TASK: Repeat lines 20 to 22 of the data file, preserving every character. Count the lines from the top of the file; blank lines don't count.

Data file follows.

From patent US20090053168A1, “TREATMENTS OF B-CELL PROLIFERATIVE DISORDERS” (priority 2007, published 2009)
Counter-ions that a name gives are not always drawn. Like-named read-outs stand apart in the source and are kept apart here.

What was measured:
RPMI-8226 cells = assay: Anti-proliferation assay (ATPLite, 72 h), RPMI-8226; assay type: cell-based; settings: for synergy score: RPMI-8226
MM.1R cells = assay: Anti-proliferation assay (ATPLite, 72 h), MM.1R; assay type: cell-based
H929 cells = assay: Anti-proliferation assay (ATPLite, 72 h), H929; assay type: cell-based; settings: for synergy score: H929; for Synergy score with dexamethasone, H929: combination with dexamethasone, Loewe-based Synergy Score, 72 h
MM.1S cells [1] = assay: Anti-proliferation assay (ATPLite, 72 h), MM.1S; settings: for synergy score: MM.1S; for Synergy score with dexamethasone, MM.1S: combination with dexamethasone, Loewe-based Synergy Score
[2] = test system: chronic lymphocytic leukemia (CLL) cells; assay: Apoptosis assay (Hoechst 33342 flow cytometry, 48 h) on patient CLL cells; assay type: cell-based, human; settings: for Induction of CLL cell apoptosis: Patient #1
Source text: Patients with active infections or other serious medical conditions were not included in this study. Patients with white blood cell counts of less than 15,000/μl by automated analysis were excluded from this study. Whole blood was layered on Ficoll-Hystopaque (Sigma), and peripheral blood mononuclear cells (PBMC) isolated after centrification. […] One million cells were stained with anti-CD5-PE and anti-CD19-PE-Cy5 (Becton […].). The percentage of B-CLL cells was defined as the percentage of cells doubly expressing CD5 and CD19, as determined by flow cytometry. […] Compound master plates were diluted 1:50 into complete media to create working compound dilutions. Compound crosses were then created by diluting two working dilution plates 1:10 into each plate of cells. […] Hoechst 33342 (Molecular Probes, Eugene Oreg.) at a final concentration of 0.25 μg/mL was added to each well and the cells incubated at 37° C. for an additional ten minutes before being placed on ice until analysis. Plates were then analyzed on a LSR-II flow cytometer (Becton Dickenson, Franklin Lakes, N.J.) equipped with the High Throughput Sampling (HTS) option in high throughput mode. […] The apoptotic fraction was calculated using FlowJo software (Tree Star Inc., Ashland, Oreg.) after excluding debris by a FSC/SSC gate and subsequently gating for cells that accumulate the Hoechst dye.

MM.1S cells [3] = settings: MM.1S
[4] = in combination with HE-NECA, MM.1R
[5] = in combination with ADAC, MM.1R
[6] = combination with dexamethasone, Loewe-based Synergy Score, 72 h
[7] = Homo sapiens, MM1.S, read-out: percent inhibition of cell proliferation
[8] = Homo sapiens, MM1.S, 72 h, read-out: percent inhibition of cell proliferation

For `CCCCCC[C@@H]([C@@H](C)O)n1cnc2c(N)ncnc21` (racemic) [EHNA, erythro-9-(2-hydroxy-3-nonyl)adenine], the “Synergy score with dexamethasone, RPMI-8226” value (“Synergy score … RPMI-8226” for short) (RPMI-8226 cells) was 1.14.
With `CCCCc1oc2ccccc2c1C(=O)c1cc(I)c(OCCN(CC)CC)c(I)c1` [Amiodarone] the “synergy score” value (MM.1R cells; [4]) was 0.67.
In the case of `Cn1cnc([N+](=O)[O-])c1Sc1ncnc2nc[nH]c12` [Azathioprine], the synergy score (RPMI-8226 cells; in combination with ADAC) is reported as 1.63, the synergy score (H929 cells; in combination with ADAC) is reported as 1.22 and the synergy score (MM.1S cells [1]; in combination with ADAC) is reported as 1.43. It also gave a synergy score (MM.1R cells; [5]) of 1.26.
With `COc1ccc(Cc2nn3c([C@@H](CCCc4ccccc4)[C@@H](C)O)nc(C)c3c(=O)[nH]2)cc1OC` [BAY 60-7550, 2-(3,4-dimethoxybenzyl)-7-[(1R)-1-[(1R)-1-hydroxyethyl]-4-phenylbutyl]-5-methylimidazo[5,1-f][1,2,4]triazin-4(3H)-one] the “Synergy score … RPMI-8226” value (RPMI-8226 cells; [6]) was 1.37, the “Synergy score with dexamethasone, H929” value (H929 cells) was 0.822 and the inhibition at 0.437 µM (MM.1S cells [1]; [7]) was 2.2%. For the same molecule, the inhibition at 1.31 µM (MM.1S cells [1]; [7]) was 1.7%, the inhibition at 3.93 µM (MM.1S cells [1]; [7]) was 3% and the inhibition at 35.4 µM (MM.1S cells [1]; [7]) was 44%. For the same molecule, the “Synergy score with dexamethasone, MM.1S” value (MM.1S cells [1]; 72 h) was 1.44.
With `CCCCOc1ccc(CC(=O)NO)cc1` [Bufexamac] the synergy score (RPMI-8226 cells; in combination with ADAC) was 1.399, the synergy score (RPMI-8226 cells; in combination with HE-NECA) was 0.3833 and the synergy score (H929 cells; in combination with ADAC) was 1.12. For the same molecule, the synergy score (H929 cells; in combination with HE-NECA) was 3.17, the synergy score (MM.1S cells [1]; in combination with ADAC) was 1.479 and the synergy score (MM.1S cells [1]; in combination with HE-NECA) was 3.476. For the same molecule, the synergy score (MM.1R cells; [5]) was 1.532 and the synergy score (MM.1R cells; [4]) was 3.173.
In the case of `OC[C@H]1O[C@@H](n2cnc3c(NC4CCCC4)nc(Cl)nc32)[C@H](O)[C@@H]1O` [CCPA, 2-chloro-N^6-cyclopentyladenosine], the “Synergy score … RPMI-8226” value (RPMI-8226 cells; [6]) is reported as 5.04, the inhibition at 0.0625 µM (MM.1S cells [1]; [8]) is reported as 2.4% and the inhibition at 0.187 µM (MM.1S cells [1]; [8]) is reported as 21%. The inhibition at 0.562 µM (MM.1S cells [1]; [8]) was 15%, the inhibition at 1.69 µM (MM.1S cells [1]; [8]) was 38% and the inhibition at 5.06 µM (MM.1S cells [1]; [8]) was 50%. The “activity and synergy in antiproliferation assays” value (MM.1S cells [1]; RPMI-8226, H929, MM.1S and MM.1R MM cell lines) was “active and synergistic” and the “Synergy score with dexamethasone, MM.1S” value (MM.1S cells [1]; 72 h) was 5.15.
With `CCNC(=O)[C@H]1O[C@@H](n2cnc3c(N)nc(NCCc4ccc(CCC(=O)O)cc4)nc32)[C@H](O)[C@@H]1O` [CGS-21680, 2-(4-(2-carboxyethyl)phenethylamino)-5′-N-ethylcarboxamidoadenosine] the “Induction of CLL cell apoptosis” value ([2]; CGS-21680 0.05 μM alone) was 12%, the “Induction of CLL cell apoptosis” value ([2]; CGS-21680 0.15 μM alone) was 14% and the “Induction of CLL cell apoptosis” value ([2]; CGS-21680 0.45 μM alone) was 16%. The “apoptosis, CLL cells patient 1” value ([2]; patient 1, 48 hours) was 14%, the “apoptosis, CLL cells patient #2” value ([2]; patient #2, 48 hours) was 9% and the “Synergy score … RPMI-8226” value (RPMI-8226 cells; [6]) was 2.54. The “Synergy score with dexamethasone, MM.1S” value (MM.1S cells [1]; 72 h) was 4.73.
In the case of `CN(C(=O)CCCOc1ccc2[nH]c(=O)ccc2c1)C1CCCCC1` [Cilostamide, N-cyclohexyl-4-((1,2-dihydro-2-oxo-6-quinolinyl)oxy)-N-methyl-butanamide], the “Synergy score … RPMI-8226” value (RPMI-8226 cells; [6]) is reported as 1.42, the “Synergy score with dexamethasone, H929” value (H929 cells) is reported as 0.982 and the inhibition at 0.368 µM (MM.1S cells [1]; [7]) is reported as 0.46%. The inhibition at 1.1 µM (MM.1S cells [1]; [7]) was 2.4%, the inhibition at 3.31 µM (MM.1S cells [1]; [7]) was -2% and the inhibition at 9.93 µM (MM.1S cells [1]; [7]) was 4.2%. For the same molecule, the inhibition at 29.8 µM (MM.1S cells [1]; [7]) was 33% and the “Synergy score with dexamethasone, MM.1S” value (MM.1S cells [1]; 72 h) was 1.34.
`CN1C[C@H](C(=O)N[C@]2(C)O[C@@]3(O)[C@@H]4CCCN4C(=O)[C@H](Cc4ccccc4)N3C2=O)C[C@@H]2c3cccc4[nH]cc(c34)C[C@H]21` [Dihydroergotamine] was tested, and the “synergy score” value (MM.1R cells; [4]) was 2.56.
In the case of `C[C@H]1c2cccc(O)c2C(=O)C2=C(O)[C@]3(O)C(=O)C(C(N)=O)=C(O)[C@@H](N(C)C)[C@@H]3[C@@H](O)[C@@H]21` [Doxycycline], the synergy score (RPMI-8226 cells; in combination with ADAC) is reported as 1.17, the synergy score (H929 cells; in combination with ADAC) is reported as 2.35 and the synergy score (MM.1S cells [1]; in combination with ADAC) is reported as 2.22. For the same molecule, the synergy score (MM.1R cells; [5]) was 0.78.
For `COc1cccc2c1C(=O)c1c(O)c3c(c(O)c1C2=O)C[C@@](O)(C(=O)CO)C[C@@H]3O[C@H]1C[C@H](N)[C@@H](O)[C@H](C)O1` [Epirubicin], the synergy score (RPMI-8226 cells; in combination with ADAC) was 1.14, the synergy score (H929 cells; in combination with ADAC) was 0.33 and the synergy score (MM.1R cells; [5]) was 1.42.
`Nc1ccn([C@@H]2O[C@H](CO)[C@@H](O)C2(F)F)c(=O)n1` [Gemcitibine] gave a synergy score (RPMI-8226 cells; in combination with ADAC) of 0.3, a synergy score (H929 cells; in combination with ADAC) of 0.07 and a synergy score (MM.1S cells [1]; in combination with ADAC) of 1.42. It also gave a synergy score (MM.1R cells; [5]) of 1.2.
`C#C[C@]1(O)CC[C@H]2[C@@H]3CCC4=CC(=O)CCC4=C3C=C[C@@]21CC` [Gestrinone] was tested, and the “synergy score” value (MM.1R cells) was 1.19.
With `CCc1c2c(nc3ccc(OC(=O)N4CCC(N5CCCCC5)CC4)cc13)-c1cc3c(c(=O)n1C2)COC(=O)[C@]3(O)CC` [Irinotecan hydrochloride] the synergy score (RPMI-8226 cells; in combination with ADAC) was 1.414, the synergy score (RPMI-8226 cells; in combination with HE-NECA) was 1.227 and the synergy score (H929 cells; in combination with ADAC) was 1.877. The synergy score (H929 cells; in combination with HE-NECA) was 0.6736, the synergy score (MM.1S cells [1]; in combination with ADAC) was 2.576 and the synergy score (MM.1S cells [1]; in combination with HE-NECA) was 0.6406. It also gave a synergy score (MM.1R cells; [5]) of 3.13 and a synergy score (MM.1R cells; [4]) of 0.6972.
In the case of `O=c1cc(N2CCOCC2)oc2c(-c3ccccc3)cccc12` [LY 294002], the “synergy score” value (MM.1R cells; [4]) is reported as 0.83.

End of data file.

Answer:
With `CCCCOc1ccc(CC(=O)NO)cc1` [Bufexamac] the synergy score (RPMI-8226 cells; in combination with ADAC) was 1.399, the synergy score (RPMI-8226 cells; in combination with HE-NECA) was 0.3833 and the synergy score (H929 cells; in combination with ADAC) was 1.12. For the same molecule, the synergy score (H929 cells; in combination with HE-NECA) was 3.17, the synergy score (MM.1S cells [1]; in combination with ADAC) was 1.479 and the synergy score (MM.1S cells [1]; in combination with HE-NECA) was 3.476. For the same molecule, the synergy score (MM.1R cells; [5]) was 1.532 and the synergy score (MM.1R cells; [4]) was 3.173.
In the case of `OC[C@H]1O[C@@H](n2cnc3c(NC4CCCC4)nc(Cl)nc32)[C@H](O)[C@@H]1O` [CCPA, 2-chloro-N^6-cyclopentyladenosine], the “Synergy score … RPMI-8226” value (RPMI-8226 cells; [6]) is reported as 5.04, the inhibition at 0.0625 µM (MM.1S cells [1]; [8]) is reported as 2.4% and the inhibition at 0.187 µM (MM.1S cells [1]; [8]) is reported as 21%. The inhibition at 0.562 µM (MM.1S cells [1]; [8]) was 15%, the inhibition at 1.69 µM (MM.1S cells [1]; [8]) was 38% and the inhibition at 5.06 µM (MM.1S cells [1]; [8]) was 50%. The “activity and synergy in antiproliferation assays” value (MM.1S cells [1]; RPMI-8226, H929, MM.1S and MM.1R MM cell lines) was “active and synergistic” and the “Synergy score with dexamethasone, MM.1S” value (MM.1S cells [1]; 72 h) was 5.15.
With `CCNC(=O)[C@H]1O[C@@H](n2cnc3c(N)nc(NCCc4ccc(CCC(=O)O)cc4)nc32)[C@H](O)[C@@H]1O` [CGS-21680, 2-(4-(2-carboxyethyl)phenethylamino)-5′-N-ethylcarboxamidoadenosine] the “Induction of CLL cell apoptosis” value ([2]; CGS-21680 0.05 μM alone) was 12%, the “Induction of CLL cell apoptosis” value ([2]; CGS-21680 0.15 μM alone) was 14% and the “Induction of CLL cell apoptosis” value ([2]; CGS-21680 0.45 μM alone) was 16%. The “apoptosis, CLL cells patient 1” value ([2]; patient 1, 48 hours) was 14%, the “apoptosis, CLL cells patient #2” value ([2]; patient #2, 48 hours) was 9% and the “Synergy score … RPMI-8226” value (RPMI-8226 cells; [6]) was 2.54. The “Synergy score with dexamethasone, MM.1S” value (MM.1S cells [1]; 72 h) was 4.73.